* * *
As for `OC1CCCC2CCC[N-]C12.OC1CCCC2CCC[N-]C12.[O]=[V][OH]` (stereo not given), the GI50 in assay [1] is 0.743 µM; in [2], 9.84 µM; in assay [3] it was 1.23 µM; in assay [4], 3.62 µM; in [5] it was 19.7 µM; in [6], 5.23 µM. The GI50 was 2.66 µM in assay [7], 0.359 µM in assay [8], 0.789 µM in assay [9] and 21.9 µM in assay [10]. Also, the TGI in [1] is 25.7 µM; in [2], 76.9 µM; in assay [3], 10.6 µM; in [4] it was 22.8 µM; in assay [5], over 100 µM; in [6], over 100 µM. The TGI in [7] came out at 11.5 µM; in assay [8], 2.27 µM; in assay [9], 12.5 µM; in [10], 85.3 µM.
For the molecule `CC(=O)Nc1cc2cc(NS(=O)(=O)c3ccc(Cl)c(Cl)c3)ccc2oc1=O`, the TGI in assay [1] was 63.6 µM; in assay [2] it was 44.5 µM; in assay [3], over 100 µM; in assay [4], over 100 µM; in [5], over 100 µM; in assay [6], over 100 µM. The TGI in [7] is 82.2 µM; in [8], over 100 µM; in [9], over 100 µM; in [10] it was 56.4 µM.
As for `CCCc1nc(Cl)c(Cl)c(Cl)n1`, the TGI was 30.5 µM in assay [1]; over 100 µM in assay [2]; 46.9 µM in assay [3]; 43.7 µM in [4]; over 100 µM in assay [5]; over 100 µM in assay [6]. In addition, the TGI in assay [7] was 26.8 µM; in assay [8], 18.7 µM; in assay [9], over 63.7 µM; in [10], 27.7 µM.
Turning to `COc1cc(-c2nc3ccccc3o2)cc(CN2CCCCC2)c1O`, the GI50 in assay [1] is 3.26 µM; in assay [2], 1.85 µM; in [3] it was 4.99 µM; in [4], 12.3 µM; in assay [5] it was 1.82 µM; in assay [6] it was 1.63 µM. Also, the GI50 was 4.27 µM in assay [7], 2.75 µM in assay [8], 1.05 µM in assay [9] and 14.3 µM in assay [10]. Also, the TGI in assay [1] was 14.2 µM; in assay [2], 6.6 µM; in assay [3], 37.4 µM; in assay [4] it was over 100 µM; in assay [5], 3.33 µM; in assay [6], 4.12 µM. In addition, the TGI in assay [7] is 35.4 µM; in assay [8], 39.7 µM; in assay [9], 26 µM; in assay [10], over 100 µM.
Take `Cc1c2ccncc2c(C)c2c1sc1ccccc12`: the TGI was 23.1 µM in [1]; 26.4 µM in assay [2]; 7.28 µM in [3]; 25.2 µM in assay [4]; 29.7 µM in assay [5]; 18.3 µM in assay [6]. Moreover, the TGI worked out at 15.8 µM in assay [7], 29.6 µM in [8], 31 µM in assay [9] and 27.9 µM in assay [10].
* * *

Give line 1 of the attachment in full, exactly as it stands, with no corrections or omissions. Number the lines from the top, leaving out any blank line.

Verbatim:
As for `OC1CCCC2CCC[N-]C12.OC1CCCC2CCC[N-]C12.[O]=[V][OH]` (stereo not given), the GI50 in assay [1] is 0.743 µM; in [2], 9.84 µM; in assay [3] it was 1.23 µM; in assay [4], 3.62 µM; in [5] it was 19.7 µM; in [6], 5.23 µM. The GI50 was 2.66 µM in assay [7], 0.359 µM in assay [8], 0.789 µM in assay [9] and 21.9 µM in assay [10]. Also, the TGI in [1] is 25.7 µM; in [2], 76.9 µM; in assay [3], 10.6 µM; in [4] it was 22.8 µM; in assay [5], over 100 µM; in [6], over 100 µM. The TGI in [7] came out at 11.5 µM; in assay [8], 2.27 µM; in assay [9], 12.5 µM; in [10], 85.3 µM.